Public Open House for Mississippi River Cleanup Plan
The National Park Service and Friends of the Mississippi River are co-hosting a public open house on the state's clean-up plan for the Mississippi River through the Twin Cities. The south metro Mississippi River--from its confluence with the Minnesota River in St. Paul to Red Wing--currently fails to meet basic health standards. The river is so full of muddy sediment (turbidity) that the river's plant and animal life suffers. This sediment pollution comes from the runoff of farms, homes, businesses and roadways, as well as erosion from upstream sources. The Minnesota Pollution Control Agency (MPCA) has released a clean-up plan, or Total Maximum Daily Load (TMDL), to address this problem.
The main finding of the MPCA's study of the Mississippi River's sediment is that runoff pollution from the Minnesota River Basin needs to decrease by 50 to 60 percent for the Mississippi to meet its turbidity standard. Sediment runoff from urban areas and other tributaries needs to be reduced, as well. Because the scope of the plan includes half of Minnesota's land area, this likely will require fundamental shifts in how Minnesotans manage—and produce—runoff. Those involved in this project expect it to be one of the largest water clean-up efforts in the U.S.—second only to the Chesapeake Bay's clean-up plan. Within one year of receiving feedback from the public and Environmental Protection Agency, the MPCA will develop a detailed implementation plan to make sediment reductions in the Mississippi River.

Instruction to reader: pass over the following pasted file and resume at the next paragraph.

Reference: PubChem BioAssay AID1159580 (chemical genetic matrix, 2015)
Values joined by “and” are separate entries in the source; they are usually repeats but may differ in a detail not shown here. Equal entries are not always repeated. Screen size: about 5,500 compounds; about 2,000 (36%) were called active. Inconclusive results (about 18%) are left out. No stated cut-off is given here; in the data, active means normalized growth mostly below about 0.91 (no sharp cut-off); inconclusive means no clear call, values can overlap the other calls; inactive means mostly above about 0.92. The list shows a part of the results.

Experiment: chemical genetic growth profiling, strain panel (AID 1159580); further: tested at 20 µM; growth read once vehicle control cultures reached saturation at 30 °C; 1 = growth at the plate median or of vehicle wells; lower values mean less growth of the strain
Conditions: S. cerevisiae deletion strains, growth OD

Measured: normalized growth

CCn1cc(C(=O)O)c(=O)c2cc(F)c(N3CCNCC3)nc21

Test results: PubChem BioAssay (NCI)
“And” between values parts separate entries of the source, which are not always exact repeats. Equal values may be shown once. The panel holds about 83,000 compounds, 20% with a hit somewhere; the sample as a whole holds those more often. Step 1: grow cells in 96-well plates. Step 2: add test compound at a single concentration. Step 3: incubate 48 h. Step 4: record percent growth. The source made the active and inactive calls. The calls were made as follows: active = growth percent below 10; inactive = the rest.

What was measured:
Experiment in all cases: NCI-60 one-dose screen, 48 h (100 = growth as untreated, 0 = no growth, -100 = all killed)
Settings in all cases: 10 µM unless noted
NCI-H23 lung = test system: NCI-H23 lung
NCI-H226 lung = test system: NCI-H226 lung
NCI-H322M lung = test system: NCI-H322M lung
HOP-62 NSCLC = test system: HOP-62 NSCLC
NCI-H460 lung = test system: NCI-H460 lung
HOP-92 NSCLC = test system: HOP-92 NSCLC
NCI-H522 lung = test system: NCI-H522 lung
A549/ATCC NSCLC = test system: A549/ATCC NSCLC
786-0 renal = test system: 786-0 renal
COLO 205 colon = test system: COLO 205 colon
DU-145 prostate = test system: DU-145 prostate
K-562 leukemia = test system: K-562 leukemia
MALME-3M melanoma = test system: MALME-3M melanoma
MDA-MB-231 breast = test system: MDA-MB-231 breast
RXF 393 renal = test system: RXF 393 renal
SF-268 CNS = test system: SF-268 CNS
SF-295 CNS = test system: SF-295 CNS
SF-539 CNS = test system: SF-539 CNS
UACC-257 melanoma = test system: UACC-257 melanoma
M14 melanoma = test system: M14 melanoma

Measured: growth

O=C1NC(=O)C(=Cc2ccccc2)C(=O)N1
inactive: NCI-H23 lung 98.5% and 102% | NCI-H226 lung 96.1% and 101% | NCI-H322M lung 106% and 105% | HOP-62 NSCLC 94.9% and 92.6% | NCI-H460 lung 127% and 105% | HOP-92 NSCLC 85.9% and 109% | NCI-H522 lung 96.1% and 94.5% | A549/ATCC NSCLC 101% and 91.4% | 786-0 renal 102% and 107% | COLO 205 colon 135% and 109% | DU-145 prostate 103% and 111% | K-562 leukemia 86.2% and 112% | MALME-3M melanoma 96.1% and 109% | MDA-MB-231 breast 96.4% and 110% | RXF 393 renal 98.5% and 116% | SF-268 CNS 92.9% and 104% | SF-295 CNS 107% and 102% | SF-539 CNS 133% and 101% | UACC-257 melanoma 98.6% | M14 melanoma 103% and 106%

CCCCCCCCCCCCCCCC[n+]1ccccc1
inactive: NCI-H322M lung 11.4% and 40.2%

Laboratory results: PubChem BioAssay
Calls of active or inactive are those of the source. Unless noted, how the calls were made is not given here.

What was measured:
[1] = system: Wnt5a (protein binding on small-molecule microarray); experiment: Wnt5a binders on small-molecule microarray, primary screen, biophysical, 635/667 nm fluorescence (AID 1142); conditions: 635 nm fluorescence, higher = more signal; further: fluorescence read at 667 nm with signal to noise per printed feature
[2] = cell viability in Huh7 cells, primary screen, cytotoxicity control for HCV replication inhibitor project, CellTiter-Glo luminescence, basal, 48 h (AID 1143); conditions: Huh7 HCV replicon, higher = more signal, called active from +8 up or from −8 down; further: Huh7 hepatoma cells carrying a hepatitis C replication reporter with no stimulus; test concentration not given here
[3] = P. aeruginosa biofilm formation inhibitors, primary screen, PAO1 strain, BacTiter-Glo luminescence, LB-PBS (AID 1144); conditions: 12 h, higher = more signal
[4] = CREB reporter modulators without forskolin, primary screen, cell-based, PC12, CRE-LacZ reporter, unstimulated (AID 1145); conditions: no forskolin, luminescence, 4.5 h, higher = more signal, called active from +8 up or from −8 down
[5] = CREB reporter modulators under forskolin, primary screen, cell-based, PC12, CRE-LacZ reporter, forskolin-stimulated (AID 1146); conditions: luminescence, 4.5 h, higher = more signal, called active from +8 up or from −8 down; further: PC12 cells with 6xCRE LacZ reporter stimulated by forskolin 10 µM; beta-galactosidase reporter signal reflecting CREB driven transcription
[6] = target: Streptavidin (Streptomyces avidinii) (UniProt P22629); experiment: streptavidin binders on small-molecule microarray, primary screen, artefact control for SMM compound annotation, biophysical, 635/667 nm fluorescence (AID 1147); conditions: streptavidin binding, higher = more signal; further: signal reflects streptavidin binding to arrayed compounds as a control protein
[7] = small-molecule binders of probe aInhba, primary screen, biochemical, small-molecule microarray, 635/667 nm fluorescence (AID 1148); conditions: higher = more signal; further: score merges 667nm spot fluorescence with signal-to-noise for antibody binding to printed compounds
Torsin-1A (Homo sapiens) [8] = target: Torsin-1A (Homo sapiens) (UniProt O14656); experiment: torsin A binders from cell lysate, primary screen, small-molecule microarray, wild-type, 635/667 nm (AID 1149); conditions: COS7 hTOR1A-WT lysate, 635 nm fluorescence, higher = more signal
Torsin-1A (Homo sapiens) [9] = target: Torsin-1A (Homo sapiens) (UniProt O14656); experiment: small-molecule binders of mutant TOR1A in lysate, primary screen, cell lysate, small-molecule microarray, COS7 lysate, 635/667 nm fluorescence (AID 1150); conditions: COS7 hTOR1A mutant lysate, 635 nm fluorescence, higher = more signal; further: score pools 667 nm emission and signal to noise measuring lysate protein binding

The open house is an opportunity for the public to learn more about the clean-up plan, and to provide the state with input. It will be held Wednesday, May 4th from 3:30-7:30 p.m. at the Merriam Park Library in St. Paul, located at 1831 Marshall Avenue, St. Paul.
Did You Know?
The river is so shallow at Lake Itasca that children can walk across the Mississippi. Between Governor Nicholls Wharf and Algiers Point in New Orleans, the Mississippi is more than 200 feet deep.